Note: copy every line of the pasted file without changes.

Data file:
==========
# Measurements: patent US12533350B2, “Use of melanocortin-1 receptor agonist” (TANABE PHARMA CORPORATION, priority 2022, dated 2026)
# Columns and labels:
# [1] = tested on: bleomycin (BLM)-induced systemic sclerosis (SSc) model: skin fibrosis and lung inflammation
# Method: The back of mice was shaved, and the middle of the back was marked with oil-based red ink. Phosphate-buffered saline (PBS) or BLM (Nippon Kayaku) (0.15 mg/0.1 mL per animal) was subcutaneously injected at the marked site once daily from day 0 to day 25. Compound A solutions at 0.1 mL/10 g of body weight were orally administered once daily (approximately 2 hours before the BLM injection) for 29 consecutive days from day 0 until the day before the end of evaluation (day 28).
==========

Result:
# Measurements: patent US12533350B2, “Use of melanocortin-1 receptor agonist” (TANABE PHARMA CORPORATION, priority 2022, dated 2026)
# Columns and labels:
# [1] = tested on: bleomycin (BLM)-induced systemic sclerosis (SSc) model: skin fibrosis and lung inflammation
# Method: The back of mice was shaved, and the middle of the back was marked with oil-based red ink. Phosphate-buffered saline (PBS) or BLM (Nippon Kayaku) (0.15 mg/0.1 mL per animal) was subcutaneously injected at the marked site once daily from day 0 to day 25. Compound A solutions at 0.1 mL/10 g of body weight were orally administered once daily (approximately 2 hours before the BLM injection) for 29 consecutive days from day 0 until the day before the end of evaluation (day 28).